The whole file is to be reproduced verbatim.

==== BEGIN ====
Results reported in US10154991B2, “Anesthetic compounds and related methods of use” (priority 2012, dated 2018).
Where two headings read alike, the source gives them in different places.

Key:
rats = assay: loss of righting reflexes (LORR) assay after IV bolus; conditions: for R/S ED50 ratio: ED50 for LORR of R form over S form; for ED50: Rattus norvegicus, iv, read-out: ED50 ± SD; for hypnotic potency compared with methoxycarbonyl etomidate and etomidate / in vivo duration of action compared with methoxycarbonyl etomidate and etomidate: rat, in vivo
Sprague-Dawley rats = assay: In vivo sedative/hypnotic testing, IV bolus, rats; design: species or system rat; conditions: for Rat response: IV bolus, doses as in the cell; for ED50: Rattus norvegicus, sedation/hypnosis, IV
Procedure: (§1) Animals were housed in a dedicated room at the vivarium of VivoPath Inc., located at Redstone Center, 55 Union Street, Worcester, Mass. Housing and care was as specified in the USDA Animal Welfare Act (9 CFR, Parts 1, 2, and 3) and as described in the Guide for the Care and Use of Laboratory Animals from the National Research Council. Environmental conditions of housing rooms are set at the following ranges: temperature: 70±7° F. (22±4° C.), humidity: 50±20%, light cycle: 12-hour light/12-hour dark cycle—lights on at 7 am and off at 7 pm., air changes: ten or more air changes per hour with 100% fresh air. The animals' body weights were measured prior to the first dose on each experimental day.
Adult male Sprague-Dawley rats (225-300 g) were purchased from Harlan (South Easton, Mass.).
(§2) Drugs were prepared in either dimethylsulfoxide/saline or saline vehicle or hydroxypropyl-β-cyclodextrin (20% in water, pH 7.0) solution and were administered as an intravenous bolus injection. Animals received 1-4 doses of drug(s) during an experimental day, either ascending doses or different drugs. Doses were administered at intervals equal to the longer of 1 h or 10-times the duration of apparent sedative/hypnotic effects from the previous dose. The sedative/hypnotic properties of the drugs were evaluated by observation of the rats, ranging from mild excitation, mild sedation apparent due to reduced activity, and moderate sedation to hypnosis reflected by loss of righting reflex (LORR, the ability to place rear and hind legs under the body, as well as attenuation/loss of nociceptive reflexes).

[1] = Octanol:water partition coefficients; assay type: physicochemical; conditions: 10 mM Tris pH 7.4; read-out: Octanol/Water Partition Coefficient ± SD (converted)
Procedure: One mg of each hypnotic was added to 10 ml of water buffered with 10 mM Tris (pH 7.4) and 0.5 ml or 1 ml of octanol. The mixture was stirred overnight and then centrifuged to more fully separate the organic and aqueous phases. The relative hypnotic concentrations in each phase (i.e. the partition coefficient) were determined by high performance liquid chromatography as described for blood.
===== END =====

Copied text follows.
Results reported in US10154991B2, “Anesthetic compounds and related methods of use” (priority 2012, dated 2018).
Where two headings read alike, the source gives them in different places.

Key:
rats = assay: loss of righting reflexes (LORR) assay after IV bolus; conditions: for R/S ED50 ratio: ED50 for LORR of R form over S form; for ED50: Rattus norvegicus, iv, read-out: ED50 ± SD; for hypnotic potency compared with methoxycarbonyl etomidate and etomidate / in vivo duration of action compared with methoxycarbonyl etomidate and etomidate: rat, in vivo
Sprague-Dawley rats = assay: In vivo sedative/hypnotic testing, IV bolus, rats; design: species or system rat; conditions: for Rat response: IV bolus, doses as in the cell; for ED50: Rattus norvegicus, sedation/hypnosis, IV
Procedure: (§1) Animals were housed in a dedicated room at the vivarium of VivoPath Inc., located at Redstone Center, 55 Union Street, Worcester, Mass. Housing and care was as specified in the USDA Animal Welfare Act (9 CFR, Parts 1, 2, and 3) and as described in the Guide for the Care and Use of Laboratory Animals from the National Research Council. Environmental conditions of housing rooms are set at the following ranges: temperature: 70±7° F. (22±4° C.), humidity: 50±20%, light cycle: 12-hour light/12-hour dark cycle—lights on at 7 am and off at 7 pm., air changes: ten or more air changes per hour with 100% fresh air. The animals' body weights were measured prior to the first dose on each experimental day.
Adult male Sprague-Dawley rats (225-300 g) were purchased from Harlan (South Easton, Mass.).
(§2) Drugs were prepared in either dimethylsulfoxide/saline or saline vehicle or hydroxypropyl-β-cyclodextrin (20% in water, pH 7.0) solution and were administered as an intravenous bolus injection. Animals received 1-4 doses of drug(s) during an experimental day, either ascending doses or different drugs. Doses were administered at intervals equal to the longer of 1 h or 10-times the duration of apparent sedative/hypnotic effects from the previous dose. The sedative/hypnotic properties of the drugs were evaluated by observation of the rats, ranging from mild excitation, mild sedation apparent due to reduced activity, and moderate sedation to hypnosis reflected by loss of righting reflex (LORR, the ability to place rear and hind legs under the body, as well as attenuation/loss of nociceptive reflexes).

[1] = Octanol:water partition coefficients; assay type: physicochemical; conditions: 10 mM Tris pH 7.4; read-out: Octanol/Water Partition Coefficient ± SD (converted)
Procedure: One mg of each hypnotic was added to 10 ml of water buffered with 10 mM Tris (pH 7.4) and 0.5 ml or 1 ml of octanol. The mixture was stirred overnight and then centrifuged to more fully separate the organic and aqueous phases. The relative hypnotic concentrations in each phase (i.e. the partition coefficient) were determined by high performance liquid chromatography as described for blood.